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The Honorable Patrick Leahy
United States Senator
Statement Of Senator Patrick Leahy,
Mr. Chairman, I was one of only five Senators to vote against the 1996 Telecom Act.
Back then, I argued that the Act's promise of promoting competition and increasing innovation was a false promise. I argued that the Act would allow the local regional bells to easily reunite with unregulated local monopoly powers.
I pointed out that rural consumers would be worse off, that cable and phone rates would increase, and that mergers would reduce competition. Unfortunately, I was right.
We must not make the same mistakes again.
Today, many Americans have no choice whatsoever in broadband service, while others have only two options.
The Internet is the ultimate marketplace of ideas. Everyone has equal access; every voice can speak, and be heard. It's a place where a better idea, a better service or a better application can succeed on its merits - not because it has a special financial relationship with one or two broadband providers.
I have been enthusiastic about the Internet and its potential to make our lives better in so many realms. The Internet has opened windows to the world in one-room schoolhouses in Vermont, and new doors of knowledge and opportunity to children from Africa to Indonesia.
I have worked from the start of the Internet age to keep the government's hands off the Internet. The Internet was largely conceived in the United States, and when the U.S. Government seeks to regulate the Internet in any way, the world closely watches.
That gives us a special obligation to act with care and with as much foresight as we can muster when the Internet is involved.
We have arrived at another juncture in which Congress faces decisions on the Internet's future. The "triple play" of being able to offer video TV and movies, telephone, and Internet service raises the risk that telephone or cable companies will "bundle" all three services together and not allow each service to compete on its own merits.
It is more important than ever that the Congress focus on the best interests of consumers.
This Committee must help ensure that the Internet's marketplace of ideas and commerce remains effective and vibrant.
The resolution of the issues raised today will determine who is in control of electronic access to our homes and small businesses: Will consumers be in control, or will a very few large corporations control that information link?
This is not a hypothetical problem. Corporations have legal duties to shareholders. If they can maximize shareholder return, even if it means fewer choices for consumers, they will.
The Supreme Court's Brand X decision effectively permits broadband service providers to discriminate against competing content, applications and other service providers. One executive, the head of AT&T, has made it clear he will exercise control over that so-called "last mile" into each home.
The discrimination may take many forms, including slower exchange of traffic from unfavored content providers, direct blocking of lawful websites, and added fees for access.
This would represent a dramatic shift in the policy that has propelled the success of the Internet.
It is both enlightening and, from a consumer perspective, frightening to review the assertions of a White Paper issued by Cisco Systems. This White Paper made clear that Cisco is poised to offer companies such as Verizon, AT&T, ComCast, TimeWarner and others the ability "in real time" to know: "the identity and profile of the individual subscriber;" "what the subscriber is doing;" "where the subscriber resides;" and their "service level," either fast or slow. Cisco can also give these giants the technology to "limit unprofitable peer-to-peer" communications.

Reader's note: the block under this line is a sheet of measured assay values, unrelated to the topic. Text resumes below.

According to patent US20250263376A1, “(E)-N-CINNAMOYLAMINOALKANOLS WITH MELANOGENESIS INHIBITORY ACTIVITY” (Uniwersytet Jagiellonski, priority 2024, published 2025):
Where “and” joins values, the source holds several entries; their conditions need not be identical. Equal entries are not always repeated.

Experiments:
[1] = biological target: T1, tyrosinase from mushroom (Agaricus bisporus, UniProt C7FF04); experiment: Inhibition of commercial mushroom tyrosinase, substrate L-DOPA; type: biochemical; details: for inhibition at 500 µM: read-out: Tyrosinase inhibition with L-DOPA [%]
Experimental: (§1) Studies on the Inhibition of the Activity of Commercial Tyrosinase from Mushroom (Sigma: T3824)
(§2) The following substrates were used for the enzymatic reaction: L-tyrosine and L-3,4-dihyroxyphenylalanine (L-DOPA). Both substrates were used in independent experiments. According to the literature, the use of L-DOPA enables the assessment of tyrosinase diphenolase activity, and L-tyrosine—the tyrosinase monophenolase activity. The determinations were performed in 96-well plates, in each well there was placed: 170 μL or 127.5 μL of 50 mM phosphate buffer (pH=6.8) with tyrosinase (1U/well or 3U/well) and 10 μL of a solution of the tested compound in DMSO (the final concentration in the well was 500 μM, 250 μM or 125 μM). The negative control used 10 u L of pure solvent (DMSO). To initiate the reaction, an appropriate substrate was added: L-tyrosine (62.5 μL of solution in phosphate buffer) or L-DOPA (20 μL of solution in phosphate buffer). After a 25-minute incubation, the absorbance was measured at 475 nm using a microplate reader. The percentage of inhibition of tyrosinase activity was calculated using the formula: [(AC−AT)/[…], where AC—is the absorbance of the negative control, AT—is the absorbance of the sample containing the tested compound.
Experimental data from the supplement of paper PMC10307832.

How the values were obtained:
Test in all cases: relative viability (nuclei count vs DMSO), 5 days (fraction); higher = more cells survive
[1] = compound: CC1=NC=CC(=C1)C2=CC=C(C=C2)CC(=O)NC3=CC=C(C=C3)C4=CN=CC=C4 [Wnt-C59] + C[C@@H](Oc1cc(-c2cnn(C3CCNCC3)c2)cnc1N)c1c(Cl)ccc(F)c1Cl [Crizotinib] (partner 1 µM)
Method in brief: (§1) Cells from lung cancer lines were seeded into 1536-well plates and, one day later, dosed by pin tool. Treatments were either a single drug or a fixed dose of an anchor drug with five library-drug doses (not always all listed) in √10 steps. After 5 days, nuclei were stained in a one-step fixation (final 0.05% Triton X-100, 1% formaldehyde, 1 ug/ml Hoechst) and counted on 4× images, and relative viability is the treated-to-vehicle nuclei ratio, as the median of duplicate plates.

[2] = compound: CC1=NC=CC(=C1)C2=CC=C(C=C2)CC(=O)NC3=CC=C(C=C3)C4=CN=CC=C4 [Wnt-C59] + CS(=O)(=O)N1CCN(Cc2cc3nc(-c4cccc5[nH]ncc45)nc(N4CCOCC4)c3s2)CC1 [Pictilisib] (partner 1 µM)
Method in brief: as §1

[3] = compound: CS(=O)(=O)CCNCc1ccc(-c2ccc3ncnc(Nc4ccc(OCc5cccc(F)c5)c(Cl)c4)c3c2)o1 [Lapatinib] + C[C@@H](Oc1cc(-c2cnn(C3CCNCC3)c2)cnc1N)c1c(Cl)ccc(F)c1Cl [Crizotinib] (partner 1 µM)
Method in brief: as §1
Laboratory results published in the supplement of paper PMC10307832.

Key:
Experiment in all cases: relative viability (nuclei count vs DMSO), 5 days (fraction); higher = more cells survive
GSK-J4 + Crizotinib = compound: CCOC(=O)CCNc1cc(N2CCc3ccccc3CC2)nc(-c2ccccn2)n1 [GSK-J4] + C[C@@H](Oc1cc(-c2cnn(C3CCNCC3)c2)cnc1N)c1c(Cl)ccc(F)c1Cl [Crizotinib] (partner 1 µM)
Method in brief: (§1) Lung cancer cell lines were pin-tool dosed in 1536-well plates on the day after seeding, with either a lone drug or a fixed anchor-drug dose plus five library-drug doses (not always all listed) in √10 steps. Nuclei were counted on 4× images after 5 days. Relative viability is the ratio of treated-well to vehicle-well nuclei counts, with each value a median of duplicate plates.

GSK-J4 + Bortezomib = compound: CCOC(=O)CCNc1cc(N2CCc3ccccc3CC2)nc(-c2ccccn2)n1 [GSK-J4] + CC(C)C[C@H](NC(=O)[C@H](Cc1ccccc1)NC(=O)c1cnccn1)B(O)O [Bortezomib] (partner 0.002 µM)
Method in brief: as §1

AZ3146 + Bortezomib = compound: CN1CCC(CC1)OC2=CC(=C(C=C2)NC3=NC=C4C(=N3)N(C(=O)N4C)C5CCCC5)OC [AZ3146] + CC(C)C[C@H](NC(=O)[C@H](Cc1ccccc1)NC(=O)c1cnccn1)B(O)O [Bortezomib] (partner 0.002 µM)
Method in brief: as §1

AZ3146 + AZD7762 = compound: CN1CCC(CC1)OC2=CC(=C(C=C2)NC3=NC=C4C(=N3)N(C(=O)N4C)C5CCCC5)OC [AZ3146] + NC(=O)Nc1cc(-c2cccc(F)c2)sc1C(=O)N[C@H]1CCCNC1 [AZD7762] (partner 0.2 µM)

So why wouldn't Congress just vote to keep those pipelines into homes and small businesses open?
The reason is simple: The major telecom and cable providers are threatening to refuse to invest in improvements or expansions unless they can reap big profits by charging rates based on how the Internet is used.
I strongly believe they will make those investments anyway. Certainly Verizon will make those investments, according to Vice Chairman Larry Babbio. He has said that Verizon is in the midst of spending billions of dollars on upgrades, with its posted revenue of $68 billion just last year alone. He said that Verizon has the goal of bringing fiber to "every home it serves." Not to the last mile, "not to the curb, but to the home." It is fortunate for them that the costs of investing in fiber have been reduced by a factor of 10 over the last several years.
Verizon and AT&T certainly have some money to reinvest - they have each paid about $13 billion in dividends 2003 through 2005 and bought back hundreds of millions' worth of their stock. I would like to put in the record financial data on those firms.
I applaud the telephone companies for their interest in entering the video market, but the opportunity comes with an obligation. We cannot allow competitors in this highly concentrated market to compete only for affluent, urban residents. Competition should benefit everyone.
Mr. Chairman, a number of issues raised in Chairman Stevens' bill are squarely within the jurisdiction of this Committee. Chairman Sensenbrenner ran into a similar situation in the other body.
I look forward to working with the members of this Committee to put forward a strong bill along the lines of Chairman Sensenbrenner's effort to protect consumers, competition, and the Internet, and I look forward to hearing from our witnesses today as our work goes forward.
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